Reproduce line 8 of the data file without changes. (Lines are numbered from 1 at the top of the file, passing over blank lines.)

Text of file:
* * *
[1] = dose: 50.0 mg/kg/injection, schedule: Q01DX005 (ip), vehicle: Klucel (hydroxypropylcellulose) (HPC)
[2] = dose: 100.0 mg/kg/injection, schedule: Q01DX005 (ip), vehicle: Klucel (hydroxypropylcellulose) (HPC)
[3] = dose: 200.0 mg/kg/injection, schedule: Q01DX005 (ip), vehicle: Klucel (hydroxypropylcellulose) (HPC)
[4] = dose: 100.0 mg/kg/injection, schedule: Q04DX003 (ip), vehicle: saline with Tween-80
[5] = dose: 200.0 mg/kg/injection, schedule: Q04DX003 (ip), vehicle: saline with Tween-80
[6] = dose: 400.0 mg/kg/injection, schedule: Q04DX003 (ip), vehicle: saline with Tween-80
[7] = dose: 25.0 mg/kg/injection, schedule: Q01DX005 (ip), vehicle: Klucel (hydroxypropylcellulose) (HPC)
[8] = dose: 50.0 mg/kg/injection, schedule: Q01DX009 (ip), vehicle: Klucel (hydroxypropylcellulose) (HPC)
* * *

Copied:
[8] = dose: 50.0 mg/kg/injection, schedule: Q01DX009 (ip), vehicle: Klucel (hydroxypropylcellulose) (HPC)